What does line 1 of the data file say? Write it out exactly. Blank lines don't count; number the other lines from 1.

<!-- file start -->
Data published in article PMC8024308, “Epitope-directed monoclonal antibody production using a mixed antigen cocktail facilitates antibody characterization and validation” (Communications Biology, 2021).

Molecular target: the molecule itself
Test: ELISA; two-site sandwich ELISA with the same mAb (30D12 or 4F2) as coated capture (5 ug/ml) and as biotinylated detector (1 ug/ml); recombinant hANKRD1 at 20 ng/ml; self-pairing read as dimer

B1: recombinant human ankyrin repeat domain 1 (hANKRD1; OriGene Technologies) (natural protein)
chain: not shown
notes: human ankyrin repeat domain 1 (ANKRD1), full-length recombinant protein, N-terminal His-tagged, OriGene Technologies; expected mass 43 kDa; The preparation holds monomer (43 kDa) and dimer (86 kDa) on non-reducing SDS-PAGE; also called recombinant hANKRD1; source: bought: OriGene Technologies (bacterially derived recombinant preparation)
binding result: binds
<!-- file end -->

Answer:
Data published in article PMC8024308, “Epitope-directed monoclonal antibody production using a mixed antigen cocktail facilitates antibody characterization and validation” (Communications Biology, 2021).